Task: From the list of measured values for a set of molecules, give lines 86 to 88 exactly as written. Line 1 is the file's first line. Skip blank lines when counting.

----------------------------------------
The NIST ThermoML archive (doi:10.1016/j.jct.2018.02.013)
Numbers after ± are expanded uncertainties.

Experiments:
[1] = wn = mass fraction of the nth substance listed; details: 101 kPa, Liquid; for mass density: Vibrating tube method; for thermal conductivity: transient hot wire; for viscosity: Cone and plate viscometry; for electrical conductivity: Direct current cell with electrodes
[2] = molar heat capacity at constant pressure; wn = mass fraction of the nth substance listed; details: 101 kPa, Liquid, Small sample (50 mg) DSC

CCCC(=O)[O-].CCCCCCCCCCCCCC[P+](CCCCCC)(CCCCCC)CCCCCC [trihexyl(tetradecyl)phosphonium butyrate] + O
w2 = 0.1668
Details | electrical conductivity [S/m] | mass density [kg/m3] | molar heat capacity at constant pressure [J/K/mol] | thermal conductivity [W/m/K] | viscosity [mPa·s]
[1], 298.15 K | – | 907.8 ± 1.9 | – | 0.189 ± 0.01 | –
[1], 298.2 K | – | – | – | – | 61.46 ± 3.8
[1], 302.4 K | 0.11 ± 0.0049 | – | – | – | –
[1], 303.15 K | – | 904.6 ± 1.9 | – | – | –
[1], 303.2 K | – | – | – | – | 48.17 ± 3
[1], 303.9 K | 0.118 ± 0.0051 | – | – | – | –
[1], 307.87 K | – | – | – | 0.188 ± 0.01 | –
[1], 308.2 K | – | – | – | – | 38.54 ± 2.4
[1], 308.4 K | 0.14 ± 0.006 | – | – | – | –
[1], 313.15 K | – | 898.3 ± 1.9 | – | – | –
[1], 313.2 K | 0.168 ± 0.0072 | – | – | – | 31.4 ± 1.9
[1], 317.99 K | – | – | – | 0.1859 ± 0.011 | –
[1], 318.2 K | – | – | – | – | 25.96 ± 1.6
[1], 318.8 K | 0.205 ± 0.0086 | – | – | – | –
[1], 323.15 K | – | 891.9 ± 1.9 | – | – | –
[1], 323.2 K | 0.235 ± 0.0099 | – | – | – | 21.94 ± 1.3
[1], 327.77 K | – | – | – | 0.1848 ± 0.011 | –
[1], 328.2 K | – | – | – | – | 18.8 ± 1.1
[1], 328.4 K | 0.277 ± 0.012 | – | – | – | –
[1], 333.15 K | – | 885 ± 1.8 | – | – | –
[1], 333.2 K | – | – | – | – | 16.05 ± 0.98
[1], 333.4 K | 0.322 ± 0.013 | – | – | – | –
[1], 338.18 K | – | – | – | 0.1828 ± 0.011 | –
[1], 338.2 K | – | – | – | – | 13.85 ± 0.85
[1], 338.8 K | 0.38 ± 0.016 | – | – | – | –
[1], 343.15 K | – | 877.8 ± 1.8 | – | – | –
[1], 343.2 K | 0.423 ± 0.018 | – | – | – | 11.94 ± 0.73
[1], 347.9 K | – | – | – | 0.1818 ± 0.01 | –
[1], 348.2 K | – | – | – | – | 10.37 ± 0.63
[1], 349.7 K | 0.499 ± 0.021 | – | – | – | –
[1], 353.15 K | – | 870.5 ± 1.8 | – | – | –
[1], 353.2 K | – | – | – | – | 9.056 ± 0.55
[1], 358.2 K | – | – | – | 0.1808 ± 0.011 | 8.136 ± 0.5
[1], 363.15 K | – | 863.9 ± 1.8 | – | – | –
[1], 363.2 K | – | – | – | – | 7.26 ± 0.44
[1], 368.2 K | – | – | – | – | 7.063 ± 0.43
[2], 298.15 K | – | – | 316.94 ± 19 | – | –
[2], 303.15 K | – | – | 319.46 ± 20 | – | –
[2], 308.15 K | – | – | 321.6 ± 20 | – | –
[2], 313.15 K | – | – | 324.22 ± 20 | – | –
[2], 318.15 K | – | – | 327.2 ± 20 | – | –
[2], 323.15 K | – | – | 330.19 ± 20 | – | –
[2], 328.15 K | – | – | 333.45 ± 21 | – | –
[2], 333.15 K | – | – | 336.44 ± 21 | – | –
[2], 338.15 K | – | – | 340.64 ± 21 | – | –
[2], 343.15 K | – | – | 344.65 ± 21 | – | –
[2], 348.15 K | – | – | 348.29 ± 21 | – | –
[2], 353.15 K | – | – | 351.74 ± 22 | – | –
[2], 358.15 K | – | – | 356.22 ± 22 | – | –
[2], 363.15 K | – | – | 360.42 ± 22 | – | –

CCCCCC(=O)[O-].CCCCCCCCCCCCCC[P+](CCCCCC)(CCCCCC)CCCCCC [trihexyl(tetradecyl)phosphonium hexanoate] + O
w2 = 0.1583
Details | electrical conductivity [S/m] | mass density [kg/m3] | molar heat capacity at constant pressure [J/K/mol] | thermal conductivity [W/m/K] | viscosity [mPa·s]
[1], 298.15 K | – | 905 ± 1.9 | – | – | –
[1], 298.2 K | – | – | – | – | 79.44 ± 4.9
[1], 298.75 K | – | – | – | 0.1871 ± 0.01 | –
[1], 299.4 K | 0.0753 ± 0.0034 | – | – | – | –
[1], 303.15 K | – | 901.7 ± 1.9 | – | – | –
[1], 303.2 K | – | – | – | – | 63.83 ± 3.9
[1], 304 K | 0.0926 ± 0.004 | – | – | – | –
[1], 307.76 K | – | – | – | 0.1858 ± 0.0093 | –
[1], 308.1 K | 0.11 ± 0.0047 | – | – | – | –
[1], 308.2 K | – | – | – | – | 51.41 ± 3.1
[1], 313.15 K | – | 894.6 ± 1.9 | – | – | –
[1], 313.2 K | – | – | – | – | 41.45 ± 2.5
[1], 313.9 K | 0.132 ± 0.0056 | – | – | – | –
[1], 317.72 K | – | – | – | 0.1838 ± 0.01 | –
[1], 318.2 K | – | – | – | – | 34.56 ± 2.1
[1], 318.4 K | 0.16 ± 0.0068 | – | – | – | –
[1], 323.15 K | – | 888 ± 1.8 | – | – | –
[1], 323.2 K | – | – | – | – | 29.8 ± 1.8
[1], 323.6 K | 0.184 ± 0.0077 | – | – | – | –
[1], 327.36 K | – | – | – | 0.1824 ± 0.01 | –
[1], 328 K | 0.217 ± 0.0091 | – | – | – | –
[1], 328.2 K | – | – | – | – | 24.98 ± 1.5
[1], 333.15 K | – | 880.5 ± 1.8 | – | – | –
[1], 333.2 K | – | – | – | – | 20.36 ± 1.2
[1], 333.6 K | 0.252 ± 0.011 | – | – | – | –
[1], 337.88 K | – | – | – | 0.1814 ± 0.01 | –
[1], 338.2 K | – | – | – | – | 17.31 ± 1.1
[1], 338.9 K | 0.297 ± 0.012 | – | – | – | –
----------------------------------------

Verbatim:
[1], 333.6 K | 0.252 ± 0.011 | – | – | – | –
[1], 337.88 K | – | – | – | 0.1814 ± 0.01 | –
[1], 338.2 K | – | – | – | – | 17.31 ± 1.1